I think its interesting that the Romans brought these Kemetic obelisks back to Rome with them. There are eight ancient Egyptian obelisks in Rome, and there was an Ethiopian obelisk until 2005. The above obelisk is the Lateran obelisk dedicated to Emperor Constantine.
In the tenth Century Sergius III restored it after a disastrous fire, and later it was greatly embellished by Innocent III. This was the period of its greatest magnificence, when Dante speaks of it as beyond all human achievements. At this time the centre of the piazza was occupied by the palace and tower of the Annibaldi family. Between this palace and the Lateran basilica was the equestrian statue of Marcus Aurelius, which at the time was erroneously believed to represent the Christian Emperor Constantine (which association probably accounted for its preservation). A copy of the equestrian statue is now placed in the centre of the Capitoline Square while the original has been safely preserved for display in the nearby Capitoline Museums.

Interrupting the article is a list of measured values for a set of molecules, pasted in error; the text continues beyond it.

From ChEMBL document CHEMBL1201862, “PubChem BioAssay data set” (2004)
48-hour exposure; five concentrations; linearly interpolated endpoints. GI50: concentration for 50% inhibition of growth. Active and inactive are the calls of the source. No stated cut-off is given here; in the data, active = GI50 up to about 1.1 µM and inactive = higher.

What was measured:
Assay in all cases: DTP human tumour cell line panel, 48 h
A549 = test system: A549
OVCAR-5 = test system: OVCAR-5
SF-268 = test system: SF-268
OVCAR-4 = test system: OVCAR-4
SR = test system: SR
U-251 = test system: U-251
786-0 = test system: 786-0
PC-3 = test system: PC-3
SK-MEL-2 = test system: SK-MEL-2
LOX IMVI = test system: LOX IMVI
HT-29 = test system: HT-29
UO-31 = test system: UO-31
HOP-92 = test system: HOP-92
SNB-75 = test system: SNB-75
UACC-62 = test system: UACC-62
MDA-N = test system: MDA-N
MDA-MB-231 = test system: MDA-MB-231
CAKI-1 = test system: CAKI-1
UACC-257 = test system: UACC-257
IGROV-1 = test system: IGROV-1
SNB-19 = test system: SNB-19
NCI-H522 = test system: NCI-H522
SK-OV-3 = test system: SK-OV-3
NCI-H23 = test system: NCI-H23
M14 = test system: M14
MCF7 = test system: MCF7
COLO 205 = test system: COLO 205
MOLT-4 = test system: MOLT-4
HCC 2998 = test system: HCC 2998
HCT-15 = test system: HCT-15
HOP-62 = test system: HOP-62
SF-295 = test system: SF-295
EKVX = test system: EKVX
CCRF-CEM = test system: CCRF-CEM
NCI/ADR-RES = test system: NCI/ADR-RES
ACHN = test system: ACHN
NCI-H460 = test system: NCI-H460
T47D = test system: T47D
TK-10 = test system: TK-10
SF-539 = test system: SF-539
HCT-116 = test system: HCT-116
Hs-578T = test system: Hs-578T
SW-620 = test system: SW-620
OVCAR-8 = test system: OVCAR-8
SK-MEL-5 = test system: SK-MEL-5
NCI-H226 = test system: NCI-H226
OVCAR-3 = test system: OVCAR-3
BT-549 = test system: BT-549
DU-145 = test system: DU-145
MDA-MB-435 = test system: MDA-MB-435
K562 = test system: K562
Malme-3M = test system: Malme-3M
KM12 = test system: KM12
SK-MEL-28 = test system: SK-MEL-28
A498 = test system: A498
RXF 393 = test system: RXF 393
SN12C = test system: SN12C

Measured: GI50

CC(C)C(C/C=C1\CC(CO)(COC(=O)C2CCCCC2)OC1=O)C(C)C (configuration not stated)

In its place, an obelisk was erected. Originally commissioned by Pharaoh Tuthmosis III, it was completed by his grandson, Tuthmosis IV. At 32.18 m (45.70 m including the base) it is the tallest obelisk in Rome and the largest standing ancient Egyptian obelisk in the world, weighing over 230 tons. Following the annexation of Egypt to the Empire, it was taken from the temple of Amun in Karnak and brought to Alexandria with another obelisk by Constantius II. From there it was brought on its own to Rome in 357 to decorate the spina of the Circus Maximus. The dedication on the base however, gives the glory to Constantine I, not to his son who brought it to Rome.
The whole of the front of the palace was taken up with the Aula Concilii ("Hall of the Council"), a magnificent hall with eleven apses, in which were held the various Councils of the Lateran during the medieval period. The private apartments of the popes in this palace were situated between this Triclinium and the city walls.